From the very first thick black line of the bee buzzing overhead to the bee buzzing through the legs of the mom on her way to work, this book is a visual delight. The black and yellow striped end pages are fun too. The repetition of the onomatopoeia buzz and the black and yellow stripes pulled text and illustrations together. The change in perspectives drew my eyes to look close, to follow the movement of the morning, and to step back, and to look down. The textures from the printmaking paper and techniques and the bold colors and solid shapes are fun and perfect for young children. Even though the shapes are solid, there is still a sense of movement when the clothes come out of the dryer and the mom “hops on one leg to put her right sock on.”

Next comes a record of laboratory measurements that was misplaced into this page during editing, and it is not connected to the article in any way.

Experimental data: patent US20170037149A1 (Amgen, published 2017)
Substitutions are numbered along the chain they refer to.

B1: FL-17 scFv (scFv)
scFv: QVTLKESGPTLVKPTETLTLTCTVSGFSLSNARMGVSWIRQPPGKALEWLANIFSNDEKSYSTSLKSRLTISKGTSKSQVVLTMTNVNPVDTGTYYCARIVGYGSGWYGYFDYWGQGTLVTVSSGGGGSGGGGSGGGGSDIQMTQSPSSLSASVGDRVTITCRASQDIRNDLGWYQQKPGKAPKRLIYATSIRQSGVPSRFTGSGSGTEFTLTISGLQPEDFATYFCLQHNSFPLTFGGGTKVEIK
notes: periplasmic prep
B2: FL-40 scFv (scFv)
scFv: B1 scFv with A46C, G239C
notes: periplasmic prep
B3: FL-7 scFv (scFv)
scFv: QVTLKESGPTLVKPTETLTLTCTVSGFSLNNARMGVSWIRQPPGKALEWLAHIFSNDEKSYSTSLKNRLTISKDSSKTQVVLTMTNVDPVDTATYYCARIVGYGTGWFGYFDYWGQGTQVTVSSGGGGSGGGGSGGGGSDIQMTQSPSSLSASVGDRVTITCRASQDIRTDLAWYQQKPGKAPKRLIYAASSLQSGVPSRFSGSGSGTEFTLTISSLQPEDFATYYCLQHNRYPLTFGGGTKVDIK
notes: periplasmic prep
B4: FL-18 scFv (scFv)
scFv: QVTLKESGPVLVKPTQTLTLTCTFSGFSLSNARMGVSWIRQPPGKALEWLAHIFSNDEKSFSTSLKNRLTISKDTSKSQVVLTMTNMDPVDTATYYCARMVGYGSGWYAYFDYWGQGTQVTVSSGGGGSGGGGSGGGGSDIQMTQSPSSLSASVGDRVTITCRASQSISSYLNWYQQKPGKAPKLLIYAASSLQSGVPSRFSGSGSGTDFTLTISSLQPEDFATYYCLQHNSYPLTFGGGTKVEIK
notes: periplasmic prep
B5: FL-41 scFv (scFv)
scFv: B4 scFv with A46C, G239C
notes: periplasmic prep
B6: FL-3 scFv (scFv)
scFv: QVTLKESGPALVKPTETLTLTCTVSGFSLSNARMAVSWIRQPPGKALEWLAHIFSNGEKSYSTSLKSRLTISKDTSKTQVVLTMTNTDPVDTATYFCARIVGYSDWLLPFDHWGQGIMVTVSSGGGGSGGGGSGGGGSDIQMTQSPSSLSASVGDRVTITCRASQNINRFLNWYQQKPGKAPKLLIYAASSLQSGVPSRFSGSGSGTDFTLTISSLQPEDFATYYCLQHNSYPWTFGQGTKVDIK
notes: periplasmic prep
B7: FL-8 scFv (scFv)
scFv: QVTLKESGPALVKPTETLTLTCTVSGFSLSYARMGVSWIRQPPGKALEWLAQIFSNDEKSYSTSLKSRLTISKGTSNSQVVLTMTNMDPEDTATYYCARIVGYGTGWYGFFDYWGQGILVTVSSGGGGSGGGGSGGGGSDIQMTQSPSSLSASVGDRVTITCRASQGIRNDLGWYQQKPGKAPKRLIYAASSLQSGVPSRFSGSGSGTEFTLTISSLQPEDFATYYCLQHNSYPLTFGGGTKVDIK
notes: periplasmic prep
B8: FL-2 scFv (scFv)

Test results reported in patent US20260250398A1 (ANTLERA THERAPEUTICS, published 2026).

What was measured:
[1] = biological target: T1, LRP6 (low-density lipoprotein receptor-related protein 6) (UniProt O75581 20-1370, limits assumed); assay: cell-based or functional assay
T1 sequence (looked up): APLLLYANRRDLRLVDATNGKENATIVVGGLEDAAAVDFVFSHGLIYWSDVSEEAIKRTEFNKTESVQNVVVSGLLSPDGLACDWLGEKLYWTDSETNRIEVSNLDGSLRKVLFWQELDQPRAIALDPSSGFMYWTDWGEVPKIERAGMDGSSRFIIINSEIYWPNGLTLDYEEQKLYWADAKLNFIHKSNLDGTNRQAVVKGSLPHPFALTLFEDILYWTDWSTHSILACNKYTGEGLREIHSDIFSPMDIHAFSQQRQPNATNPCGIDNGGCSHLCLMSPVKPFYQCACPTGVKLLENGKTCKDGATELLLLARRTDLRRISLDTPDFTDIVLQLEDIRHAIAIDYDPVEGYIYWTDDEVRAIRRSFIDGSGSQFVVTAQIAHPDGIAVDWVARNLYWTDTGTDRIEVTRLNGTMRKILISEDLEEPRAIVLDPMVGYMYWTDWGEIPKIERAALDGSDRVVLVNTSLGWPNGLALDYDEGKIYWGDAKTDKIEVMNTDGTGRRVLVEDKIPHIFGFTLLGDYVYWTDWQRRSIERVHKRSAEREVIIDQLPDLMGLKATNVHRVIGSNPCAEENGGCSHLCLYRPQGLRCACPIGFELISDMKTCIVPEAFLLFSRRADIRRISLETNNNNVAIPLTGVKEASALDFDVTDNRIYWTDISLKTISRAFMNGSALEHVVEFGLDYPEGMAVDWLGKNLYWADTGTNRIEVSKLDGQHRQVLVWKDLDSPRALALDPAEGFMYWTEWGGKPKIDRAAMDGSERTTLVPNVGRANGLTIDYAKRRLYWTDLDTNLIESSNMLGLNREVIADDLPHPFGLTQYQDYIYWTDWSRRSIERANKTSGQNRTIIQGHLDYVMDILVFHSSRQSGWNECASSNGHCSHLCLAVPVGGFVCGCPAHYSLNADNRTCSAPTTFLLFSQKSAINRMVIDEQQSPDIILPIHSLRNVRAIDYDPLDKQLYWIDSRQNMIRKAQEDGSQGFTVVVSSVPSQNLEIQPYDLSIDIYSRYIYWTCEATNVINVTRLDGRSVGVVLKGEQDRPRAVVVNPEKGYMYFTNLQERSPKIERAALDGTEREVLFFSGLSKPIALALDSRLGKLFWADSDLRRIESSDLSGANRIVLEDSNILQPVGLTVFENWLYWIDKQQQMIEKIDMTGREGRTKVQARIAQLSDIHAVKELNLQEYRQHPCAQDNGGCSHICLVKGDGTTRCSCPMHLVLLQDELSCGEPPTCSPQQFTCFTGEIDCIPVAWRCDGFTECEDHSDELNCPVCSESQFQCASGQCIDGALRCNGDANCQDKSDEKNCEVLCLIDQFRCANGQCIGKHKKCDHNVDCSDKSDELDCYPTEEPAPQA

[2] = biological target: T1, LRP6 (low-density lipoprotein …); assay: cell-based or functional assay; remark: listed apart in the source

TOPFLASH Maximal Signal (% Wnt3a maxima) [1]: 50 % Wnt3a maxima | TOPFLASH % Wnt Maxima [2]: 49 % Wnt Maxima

Janet Wong has a way of taking the very simple things in life that transcend race and ethnicity and stretching them out to tell the story in this case of the feelings of a child as the adults get ready for their day. A subtle use of alliteration in the repetition of the /b/ sound throughout the text matched the theme and the bee.
The syntax bold type set matches the bold shapes and the black stripes of the bee. As the size of the type changes, becomes thicker, bolder, bigger, the eyes of the reader follow them. And it is impossible not to buzz with the bee and the alarm clock, wave goof-bye to Daddy and exclaim over the spilt juice. The placement of the text invites participation as does the line the bee travels. I am sure no little child could keep his or her hands off the page while listening to this book being read.